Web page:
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Article
Publication date: 7 August 2019

Sara Leroi-Werelds

The context of marketing and service research is rapidly changing as a result of advances in academic research and business practice. This has implications for our understanding…

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Abstract

Purpose

The context of marketing and service research is rapidly changing as a result of advances in academic research and business practice. This has implications for our understanding of customer value. The purpose of this paper is to provide an update on customer value given today’s context (including recent advances such as technologies, human contact, collaborative consumption, service ecosystems and transformative service research); to revise Holbrook’s value typology; and to propose a research agenda.

Design/methodology/approach

This paper uses a conceptual approach that is rooted in the service and marketing literature.

Findings

The contribution of this paper is threefold. First, this paper presents an evolved view on customer value which accounts for recent advances in academic research and business practice. Second, this paper updates Holbrook’s value typology by revising existing value types as well as identifying additional value types; and offers guidelines for measuring and modeling customer value. Third, this paper proposes a research agenda to guide and stimulate future value research.

Originality/value

This paper provides an update on customer value, which is one of the most fundamental concepts in service and marketing research. This updated perspective has been approved and applauded by Morris B. Holbrook, one of the founding fathers of value research.

Details

Journal of Service Management, vol. 30 no. 5
Type: Research Article
ISSN: 1757-5818

Keywords

Article
Publication date: 22 April 2022

Sara Leroi-Werelds and Jörg Matthes

The aim of this paper is to integrate insights from service, branding and communication research to present key principles of a successful transformative value positioning for…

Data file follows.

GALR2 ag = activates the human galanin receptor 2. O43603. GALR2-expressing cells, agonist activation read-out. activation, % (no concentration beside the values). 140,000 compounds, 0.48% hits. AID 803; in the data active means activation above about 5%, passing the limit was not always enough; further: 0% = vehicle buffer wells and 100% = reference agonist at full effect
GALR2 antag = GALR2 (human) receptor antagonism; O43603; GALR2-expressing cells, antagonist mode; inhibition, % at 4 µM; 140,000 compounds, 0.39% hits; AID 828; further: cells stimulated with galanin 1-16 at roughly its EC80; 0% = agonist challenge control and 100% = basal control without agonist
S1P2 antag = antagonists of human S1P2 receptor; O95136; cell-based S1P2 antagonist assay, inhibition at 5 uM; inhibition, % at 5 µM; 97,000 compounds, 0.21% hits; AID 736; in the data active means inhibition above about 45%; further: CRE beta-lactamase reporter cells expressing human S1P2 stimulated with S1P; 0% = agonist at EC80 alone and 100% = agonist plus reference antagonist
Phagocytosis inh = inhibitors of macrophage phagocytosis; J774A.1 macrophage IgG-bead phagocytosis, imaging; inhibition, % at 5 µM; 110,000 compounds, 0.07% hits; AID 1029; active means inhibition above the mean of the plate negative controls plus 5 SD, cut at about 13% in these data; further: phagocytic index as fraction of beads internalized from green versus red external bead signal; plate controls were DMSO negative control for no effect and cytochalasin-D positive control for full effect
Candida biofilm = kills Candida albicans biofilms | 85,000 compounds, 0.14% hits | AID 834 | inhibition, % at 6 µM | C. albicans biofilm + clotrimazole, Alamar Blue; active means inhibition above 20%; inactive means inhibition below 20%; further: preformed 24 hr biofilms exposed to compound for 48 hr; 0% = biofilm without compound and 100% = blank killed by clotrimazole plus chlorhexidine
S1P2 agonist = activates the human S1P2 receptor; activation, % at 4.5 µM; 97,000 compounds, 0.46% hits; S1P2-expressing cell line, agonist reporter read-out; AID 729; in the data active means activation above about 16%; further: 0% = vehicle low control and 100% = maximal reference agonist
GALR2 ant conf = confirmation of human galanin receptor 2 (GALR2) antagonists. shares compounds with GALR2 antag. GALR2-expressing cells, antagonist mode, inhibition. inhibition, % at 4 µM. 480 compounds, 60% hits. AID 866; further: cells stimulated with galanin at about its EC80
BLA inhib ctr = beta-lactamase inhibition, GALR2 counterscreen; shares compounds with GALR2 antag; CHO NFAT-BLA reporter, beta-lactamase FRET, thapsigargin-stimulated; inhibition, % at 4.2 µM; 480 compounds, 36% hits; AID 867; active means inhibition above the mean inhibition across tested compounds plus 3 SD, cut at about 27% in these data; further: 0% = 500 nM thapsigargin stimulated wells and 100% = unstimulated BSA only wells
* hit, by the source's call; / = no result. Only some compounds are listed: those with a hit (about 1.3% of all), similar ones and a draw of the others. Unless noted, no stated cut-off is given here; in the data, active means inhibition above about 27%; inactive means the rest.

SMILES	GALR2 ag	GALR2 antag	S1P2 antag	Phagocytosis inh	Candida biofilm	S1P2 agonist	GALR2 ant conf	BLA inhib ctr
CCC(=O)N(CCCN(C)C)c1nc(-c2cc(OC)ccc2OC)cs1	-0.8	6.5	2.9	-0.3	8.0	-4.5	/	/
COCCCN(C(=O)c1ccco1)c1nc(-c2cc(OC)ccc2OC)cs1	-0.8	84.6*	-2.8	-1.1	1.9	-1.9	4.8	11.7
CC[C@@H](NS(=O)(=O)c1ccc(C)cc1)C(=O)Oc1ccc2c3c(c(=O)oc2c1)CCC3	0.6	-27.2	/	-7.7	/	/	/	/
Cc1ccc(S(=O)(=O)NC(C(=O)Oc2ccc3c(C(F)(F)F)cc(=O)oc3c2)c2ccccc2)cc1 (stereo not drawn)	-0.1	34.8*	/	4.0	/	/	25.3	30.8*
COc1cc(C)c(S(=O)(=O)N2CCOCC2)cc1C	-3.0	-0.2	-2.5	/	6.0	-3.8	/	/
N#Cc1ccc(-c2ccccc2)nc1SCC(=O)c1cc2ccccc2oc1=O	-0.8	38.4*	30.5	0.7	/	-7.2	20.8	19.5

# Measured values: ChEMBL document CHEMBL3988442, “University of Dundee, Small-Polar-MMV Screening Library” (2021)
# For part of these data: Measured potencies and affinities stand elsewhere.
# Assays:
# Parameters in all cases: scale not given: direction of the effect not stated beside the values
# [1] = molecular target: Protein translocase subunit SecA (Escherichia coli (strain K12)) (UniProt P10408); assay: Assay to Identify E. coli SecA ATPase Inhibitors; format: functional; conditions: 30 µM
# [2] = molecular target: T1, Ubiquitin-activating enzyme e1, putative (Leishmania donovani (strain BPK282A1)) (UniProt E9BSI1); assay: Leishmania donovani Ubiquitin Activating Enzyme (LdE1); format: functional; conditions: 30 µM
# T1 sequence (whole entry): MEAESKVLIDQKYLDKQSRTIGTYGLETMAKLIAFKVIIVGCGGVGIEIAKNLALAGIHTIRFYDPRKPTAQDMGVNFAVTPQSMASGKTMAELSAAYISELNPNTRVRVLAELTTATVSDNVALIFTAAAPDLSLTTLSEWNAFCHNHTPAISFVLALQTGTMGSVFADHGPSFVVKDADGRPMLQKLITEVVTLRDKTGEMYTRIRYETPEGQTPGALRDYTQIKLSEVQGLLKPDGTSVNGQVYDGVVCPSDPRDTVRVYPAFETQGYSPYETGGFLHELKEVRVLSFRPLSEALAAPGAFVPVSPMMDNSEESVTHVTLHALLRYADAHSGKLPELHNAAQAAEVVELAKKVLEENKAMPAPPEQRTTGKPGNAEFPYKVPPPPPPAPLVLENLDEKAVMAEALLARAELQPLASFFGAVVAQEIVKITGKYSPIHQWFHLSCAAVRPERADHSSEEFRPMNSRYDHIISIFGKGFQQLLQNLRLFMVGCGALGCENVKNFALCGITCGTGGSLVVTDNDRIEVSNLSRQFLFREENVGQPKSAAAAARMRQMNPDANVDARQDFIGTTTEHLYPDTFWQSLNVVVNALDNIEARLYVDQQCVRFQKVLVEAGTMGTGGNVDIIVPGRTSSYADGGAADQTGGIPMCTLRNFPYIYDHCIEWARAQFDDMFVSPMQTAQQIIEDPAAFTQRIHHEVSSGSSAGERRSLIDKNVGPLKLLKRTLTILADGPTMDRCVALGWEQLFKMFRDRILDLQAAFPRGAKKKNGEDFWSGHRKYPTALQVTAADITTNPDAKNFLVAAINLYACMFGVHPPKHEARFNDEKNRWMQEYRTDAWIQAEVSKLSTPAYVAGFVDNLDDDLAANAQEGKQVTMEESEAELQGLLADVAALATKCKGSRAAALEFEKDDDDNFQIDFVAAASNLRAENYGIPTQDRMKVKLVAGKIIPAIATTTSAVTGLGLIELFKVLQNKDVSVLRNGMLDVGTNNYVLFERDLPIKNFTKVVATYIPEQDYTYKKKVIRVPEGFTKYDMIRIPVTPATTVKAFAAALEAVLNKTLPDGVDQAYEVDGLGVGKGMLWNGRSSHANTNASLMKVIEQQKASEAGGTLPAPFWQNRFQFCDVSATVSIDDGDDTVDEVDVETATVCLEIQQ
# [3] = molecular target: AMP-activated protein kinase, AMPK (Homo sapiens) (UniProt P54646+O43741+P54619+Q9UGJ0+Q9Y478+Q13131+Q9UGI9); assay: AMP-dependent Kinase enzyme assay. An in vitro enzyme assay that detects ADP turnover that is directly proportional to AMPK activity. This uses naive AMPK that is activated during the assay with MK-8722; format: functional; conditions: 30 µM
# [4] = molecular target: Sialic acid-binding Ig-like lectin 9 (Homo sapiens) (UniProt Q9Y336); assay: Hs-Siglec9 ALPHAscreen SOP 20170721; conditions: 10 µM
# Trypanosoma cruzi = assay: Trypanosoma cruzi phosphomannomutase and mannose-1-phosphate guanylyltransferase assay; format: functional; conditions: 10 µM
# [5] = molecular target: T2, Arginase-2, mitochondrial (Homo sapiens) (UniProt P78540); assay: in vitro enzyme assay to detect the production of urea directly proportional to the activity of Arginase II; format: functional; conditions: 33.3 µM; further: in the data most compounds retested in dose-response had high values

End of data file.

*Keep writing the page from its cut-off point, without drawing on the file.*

Abstract

Purpose

The aim of this paper is to integrate insights from service, branding and communication research to present key principles of a successful transformative value positioning for service brands.

Design/methodology/approach

This paper uses a conceptual approach that is rooted in the service, branding and communication literature.

Findings

The contribution of this paper is threefold. First, this paper explains why positioning a service brand is different from positioning a product brand and why this is especially challenging in case of transformative value. Second, an organizing framework is used to theorize that a successful transformative value positioning is based on the organizational DNA; is consistently implemented in actions, communications, employee behavior, and servicescapes; and inspires customer engagement. Based on this framework, this paper formulates key principles of a successful transformative value positioning for service brands. Third, this paper provides a research agenda to guide and stimulate future research.

Practical implications

The key principles provide guidelines for managers striving for a transformative value positioning. Not adhering to these guidelines could have severe implications for service brands in terms of washing perceptions ultimately deteriorating the brand image.

Originality/value

This paper combines insights from service, branding and communication research to provide a comprehensive and balanced perspective on a successful transformative value positioning for service brands.

Details

Journal of Service Management, vol. 33 no. 4/5
Type: Research Article
ISSN: 1757-5818

Keywords

Article
Publication date: 17 October 2016

Sandra Streukens and Sara Leroi-Werelds

The purpose of this paper is to provide an illustrated step-by-step guideline of the partial least squares factorial structural equation modeling (PLS FAC-SEM) approach. This…

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Abstract

Purpose

The purpose of this paper is to provide an illustrated step-by-step guideline of the partial least squares factorial structural equation modeling (PLS FAC-SEM) approach. This approach allows researchers to assess whether and how model relationships vary as a function of an underlying factorial design, both in terms of the design factors in isolation (i.e. main effects) as well as their joint impact (i.e. interaction effects).

Design/methodology/approach

After an introduction of its building blocks as well as a comparison with related methods (i.e. n-way analysis of variance (ANOVA) and multi-group analysis (MGA)), a step-by-step guideline of the PLS FAC-SEM approach is presented. Each of the steps involved in the PLS FAC-SEM approach is illustrated using data from a customer value study.

Findings

On a methodological level, the key result of this research is the presentation of a generally applicable step-by-step guideline of the PLS FAC-SEM approach. On a context-specific level, the findings demonstrate how the predictive ability of several key customer value measurement methods depends on the type of offering (feel-think), the level of customer involvement (low-high), and their interaction (feel-think offerings×low-high involvement).

Originality/value